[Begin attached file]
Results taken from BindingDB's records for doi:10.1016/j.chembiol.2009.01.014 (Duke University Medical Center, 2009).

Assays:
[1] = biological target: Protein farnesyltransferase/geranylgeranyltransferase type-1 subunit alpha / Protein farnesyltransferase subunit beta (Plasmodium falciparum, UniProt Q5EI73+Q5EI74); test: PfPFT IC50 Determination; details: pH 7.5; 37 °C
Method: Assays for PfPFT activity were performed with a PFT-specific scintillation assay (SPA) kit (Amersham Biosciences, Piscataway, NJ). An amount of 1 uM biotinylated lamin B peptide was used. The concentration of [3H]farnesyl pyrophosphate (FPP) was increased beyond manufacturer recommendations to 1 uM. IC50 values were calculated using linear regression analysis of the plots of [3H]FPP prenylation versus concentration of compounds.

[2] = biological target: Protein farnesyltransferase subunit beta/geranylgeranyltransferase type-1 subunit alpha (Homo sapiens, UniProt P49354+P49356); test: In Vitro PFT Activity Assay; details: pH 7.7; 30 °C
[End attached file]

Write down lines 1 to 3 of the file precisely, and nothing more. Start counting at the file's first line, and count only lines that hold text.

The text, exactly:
Results taken from BindingDB's records for doi:10.1016/j.chembiol.2009.01.014 (Duke University Medical Center, 2009).

Assays:
[1] = biological target: Protein farnesyltransferase/geranylgeranyltransferase type-1 subunit alpha / Protein farnesyltransferase subunit beta (Plasmodium falciparum, UniProt Q5EI73+Q5EI74); test: PfPFT IC50 Determination; details: pH 7.5; 37 °C